Take the popular Rosemary Wells books about a cute kitten named Yoko, the first of which appeared in 1998 from Hyperion Books (Hyperion is now owned, by the way, by the Disney Corporation). It must be made clear straightaway that Yoko is not a Siamese cat; she seems to be a gray tabby, if anything. However, she is represented as a Japanese cat throughout the series, and the listing of subjects in the publication information includes “Japanese-Americans—Fiction.” Yoko’s Japanese heritage is often the source of conflict, most particularly in the first book, Yoko (1998). In the story, Yoko is made fun of because of her “unusual” lunch; while the other animals are eating “normal” lunches of things like “squeeze cheese on white” (n.p.), Yoko has a bento box filled with sushi. The other animals make fun of her, and Yoko is devastated.
I am not going to quibble with Wells’s depiction of childhood reaction to difference; I know that many would argue (and do, in the reviews of the book) that this is a “normal” reaction and that Wells is portraying a “realistic” view of childhood life, despite the children being “clothed” as animals. I will only say that this is an acceptably normal reaction for children if the adults in their lives let it be so, and in Yoko it is the teacher, Mrs. Jenkins, that I find problematic. When Yoko complains to Mrs. Jenkins that the children are making fun of her, the teacher tells her, “They’ll forget about it by snack time”. The children, uncensored, do not forget about it, and make fun of Yoko’s snack as well. Again, Mrs. Jenkins is less than helpful; she changes from playing the snack time song to playing the friendly song, hoping that changing the subject away from Yoko’s ethnicity will make it go away. Surprisingly, it doesn’t! Yoko remains “weird” and ethnic in the eyes of her schoolmates. Mrs. Jenkins next solution is interesting; she suggests an International Food Day where everyone must bring a dish from a “foreign” country.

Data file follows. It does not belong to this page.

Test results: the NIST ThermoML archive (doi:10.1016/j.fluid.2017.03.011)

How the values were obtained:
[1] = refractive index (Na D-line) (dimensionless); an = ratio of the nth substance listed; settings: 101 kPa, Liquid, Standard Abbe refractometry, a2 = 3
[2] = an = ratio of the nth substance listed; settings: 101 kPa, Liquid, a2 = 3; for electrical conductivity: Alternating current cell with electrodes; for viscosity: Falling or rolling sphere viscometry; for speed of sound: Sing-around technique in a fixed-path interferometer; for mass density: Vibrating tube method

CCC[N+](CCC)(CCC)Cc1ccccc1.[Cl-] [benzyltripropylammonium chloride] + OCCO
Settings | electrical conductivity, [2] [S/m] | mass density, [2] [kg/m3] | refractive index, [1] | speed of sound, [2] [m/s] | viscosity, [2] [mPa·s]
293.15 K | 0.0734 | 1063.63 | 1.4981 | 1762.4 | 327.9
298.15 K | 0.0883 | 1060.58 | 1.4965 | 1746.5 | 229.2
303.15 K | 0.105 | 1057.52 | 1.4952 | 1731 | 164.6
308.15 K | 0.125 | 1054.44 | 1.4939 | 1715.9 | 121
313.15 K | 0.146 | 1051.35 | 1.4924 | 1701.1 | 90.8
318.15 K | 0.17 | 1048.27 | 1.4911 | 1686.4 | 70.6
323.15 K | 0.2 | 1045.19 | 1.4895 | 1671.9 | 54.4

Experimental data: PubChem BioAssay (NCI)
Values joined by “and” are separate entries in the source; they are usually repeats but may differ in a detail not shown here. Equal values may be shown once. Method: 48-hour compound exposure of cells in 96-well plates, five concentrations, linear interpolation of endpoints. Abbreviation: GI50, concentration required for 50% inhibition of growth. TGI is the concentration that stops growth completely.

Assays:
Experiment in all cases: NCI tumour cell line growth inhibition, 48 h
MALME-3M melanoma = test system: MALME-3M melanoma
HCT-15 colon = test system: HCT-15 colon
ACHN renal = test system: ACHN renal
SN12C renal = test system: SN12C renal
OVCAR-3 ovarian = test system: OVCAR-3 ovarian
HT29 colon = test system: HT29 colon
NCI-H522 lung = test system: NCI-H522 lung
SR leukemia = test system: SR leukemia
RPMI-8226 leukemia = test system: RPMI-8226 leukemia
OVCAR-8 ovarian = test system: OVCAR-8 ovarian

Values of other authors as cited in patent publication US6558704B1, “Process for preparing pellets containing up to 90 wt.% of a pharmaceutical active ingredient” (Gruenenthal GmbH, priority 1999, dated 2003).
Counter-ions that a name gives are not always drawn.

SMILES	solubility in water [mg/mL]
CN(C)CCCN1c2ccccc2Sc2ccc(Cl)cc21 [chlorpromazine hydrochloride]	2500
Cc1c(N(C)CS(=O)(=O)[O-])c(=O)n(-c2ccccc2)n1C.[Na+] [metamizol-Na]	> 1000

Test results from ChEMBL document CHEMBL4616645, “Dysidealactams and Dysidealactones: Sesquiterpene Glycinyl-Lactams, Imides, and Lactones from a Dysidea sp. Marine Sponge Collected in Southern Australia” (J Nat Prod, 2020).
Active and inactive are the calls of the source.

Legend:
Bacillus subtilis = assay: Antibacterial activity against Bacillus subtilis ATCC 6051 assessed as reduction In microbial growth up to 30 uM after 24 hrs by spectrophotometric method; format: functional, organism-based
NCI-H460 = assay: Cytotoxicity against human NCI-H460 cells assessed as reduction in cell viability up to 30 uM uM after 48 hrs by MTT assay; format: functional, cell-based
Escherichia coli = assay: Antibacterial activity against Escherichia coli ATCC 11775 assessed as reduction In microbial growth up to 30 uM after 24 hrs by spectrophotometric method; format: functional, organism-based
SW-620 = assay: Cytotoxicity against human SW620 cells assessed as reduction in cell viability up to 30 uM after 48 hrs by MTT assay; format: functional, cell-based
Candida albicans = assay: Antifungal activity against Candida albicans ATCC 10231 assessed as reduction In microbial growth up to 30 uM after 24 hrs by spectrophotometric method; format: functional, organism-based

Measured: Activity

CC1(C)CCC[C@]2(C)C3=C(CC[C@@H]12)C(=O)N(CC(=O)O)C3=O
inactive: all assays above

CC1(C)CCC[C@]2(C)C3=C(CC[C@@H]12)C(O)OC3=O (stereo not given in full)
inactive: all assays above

The solution, in other words, continues to make Yoko “other” than American.
There is no admonition that the children should bring in food from their own cultural heritage (indeed, no one appears to have a cultural heritage except Yoko; even though the characters are animals, as in many children’s books, the white middle-class character is depicted as “normal”), and the food brought in includes “Brazil nuts” and “Boston franks and beans” (which may be meant as jokes or wordplay, but which in fact confuse the issues of “culture” and “foreignness”). Despite Mrs. Jenkins’ attempt at normalizing Yoko’s strangeness, no one eats her sushi (although all the other food is consumed). Mrs. Jenkins had made the rule initially that “Everyone must try a bite of everything” but she does not enforce this rule, and Yoko is left sad until Timothy, still hungry, decides he will eat anything—even sushi. He becomes Yoko’s friend, but there is no mention of the other children. The lasting message of Wells’s book is that it is acceptable to ostracize others based on their ethnic background, because the adults accept that otherness is “foreign,” and would rather the problem went away than got solved. Unfortunately, racism will not just go away, especially when the acceptable version of normal is based on “squeeze cheese on white.”